This article will teach you to clean a paint brush right so you can use the brush for years to come.
Dirty Paint brush
Water for latex paints/mineral spirits or lacquer thinner for oil-based paints
Cleaning a brush / water based paints:
Fill a bucket with clean water and rinse out the bulk of the paint from the brush. Clean the handle as well as the bristles then empty the bucket.
Fill bucket with clean water again. Dip the brush in the clean water then use a wire brush to clean any dried paint on the brush and in the base of the bristles. Brush with the direction of the bristles. Clean all four sides of the brush.
Fill bucket with clean water again. Push the brush into the water forcing the water into the bristles without hitting the brush on the bucket. Do this three or four times and then grab the bristles with one hand and squeeze the water out. Repeat until the water is clear that you are squeezing out of the bristles.
Cleaning a brush / Oiled-based paints:
The cleaning process is the same for oil-based paints as water based except for a few additions issues:
Cleaning agent is mineral spirits or lacquer thinner. Lacquer Thinner is the stronger of the two. You want to minimize the amount used to clean because getting rid of waste thinners is a concern. They are an environmental hazard. Take any waste to a local toxic waste facility.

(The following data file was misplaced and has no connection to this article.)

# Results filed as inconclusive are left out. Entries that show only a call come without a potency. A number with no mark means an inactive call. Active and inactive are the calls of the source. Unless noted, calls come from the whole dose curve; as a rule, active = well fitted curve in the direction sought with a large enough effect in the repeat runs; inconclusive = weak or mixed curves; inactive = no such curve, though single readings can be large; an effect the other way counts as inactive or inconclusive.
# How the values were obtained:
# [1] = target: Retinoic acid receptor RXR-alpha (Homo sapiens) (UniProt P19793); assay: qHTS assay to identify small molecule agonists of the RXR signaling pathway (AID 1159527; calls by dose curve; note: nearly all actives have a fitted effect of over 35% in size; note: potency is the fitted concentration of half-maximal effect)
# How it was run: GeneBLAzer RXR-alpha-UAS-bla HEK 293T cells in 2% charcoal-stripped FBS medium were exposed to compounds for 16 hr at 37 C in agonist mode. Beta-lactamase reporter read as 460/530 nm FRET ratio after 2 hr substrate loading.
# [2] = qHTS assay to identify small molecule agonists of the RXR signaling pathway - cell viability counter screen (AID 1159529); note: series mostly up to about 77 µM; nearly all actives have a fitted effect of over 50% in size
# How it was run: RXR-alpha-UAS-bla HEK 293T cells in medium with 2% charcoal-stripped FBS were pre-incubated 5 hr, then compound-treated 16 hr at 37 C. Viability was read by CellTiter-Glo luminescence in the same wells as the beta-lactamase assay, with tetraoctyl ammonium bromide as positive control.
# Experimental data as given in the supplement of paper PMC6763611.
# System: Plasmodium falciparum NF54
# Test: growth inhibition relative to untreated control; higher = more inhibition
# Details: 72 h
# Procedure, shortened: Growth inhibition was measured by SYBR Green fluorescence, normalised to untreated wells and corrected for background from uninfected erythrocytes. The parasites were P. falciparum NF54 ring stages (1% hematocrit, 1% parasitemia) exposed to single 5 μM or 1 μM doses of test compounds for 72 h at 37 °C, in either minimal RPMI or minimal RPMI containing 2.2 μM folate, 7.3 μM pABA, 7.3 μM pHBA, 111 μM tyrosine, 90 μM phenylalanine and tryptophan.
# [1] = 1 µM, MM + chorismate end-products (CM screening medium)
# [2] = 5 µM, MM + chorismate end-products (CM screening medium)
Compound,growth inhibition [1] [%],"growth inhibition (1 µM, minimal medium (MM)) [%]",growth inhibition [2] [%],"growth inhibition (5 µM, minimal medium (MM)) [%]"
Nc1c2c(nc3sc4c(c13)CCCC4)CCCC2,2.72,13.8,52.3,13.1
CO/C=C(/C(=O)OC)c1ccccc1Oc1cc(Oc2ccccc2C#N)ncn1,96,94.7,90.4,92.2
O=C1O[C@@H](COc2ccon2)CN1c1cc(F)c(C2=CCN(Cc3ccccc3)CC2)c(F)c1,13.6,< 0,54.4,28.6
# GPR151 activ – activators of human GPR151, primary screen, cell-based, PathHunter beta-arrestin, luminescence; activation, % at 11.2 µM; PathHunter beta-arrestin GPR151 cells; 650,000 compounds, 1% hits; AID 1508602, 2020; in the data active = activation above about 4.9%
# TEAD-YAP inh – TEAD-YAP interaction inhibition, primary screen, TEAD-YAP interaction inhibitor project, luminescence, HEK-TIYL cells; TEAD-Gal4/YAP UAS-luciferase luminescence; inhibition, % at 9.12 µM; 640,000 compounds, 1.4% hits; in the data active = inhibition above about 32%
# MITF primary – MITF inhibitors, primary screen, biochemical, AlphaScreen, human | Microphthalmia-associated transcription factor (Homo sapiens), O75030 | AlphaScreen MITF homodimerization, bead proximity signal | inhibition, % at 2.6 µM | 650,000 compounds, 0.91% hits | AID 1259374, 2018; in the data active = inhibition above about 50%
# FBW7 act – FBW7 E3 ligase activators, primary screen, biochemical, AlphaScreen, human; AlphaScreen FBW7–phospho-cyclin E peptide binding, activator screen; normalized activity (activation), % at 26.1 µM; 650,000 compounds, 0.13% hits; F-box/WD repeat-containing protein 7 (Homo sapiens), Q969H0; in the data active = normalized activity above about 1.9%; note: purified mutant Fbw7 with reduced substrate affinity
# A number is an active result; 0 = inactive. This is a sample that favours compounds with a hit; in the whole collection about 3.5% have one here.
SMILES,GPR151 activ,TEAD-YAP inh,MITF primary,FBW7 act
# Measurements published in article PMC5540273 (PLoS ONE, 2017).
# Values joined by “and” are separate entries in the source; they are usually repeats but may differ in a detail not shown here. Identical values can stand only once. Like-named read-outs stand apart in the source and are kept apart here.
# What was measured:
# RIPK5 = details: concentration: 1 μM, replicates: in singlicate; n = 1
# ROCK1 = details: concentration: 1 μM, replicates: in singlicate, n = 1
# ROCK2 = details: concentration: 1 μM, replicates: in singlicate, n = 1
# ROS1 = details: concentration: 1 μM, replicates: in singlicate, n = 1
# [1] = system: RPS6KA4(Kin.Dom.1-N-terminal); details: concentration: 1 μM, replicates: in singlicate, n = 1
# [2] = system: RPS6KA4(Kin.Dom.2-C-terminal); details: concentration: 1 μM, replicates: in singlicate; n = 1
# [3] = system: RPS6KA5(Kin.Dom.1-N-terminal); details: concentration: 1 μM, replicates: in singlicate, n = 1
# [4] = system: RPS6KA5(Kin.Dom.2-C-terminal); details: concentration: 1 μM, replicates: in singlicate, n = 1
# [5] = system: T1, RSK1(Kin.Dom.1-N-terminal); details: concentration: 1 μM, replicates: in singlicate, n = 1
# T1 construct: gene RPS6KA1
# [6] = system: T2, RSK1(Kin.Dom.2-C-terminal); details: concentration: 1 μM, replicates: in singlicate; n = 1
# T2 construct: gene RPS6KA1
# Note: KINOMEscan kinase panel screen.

In order to minimize the waste I will use and reuse my thinners. When I am done cleaning I store the extra thinner in a metal container. If I have purchased more than one container I reuse the container it came in. When I clean a brush again I do the first clean (Step 1) with the dirty thinner.
Thinners can be hard on your skin so wear rubber gloves. Make sure you wash well when finished so as to not get any thinner on face or in eyes.
Clean in a well-ventilated area.
Paint brushes come with two basic types of bristles, natural and synthetic. Natural bristles are made from some sort of animal hair, ox hair, goat hair, sable, china bristle, feather, cotton, squirrel hair, and more. Natural-bristle brushes are best for applying oil-based and should never be used with water based paints because they will absorb water and the bristles will become limp.
Synthetic bristles are often made from nylon, polyester, or a combination of both. Synthetic-bristle brushes are recommended for water-based latex paints but can also be used for oil-based paint.
Some synthetic brushes can be used to apply both latex and oil-based paints. Be sure to check the packaging on the brush to ensure it’s compatible with the paint you’re using.
When painting it is a good idea to keep the brush submerged in the paint when stopping for more than a few minutes. You will be surprised how quickly paint on a brush dries.